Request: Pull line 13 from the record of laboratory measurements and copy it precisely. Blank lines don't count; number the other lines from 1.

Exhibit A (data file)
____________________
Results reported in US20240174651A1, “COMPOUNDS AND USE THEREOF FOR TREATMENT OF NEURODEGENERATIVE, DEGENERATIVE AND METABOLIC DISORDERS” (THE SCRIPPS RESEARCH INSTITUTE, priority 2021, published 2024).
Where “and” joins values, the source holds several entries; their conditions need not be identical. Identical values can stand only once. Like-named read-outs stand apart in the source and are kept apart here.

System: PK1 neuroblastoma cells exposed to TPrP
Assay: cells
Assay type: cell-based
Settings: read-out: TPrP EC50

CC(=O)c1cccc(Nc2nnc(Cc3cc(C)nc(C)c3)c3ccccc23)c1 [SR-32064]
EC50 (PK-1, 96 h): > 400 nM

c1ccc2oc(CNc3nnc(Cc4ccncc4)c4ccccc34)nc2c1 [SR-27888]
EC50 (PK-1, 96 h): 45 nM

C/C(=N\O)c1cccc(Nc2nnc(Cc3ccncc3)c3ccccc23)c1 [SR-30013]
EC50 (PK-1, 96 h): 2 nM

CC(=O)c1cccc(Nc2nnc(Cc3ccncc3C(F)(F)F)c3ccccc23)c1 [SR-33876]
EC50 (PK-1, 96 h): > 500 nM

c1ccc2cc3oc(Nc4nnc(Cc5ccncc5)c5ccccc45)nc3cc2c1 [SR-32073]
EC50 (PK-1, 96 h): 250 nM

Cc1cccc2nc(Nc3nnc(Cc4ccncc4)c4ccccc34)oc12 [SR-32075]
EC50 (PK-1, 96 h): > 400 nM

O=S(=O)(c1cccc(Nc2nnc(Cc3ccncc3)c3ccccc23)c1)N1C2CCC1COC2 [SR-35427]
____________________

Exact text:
CC(=O)c1cccc(Nc2nnc(Cc3ccncc3C(F)(F)F)c3ccccc23)c1 [SR-33876]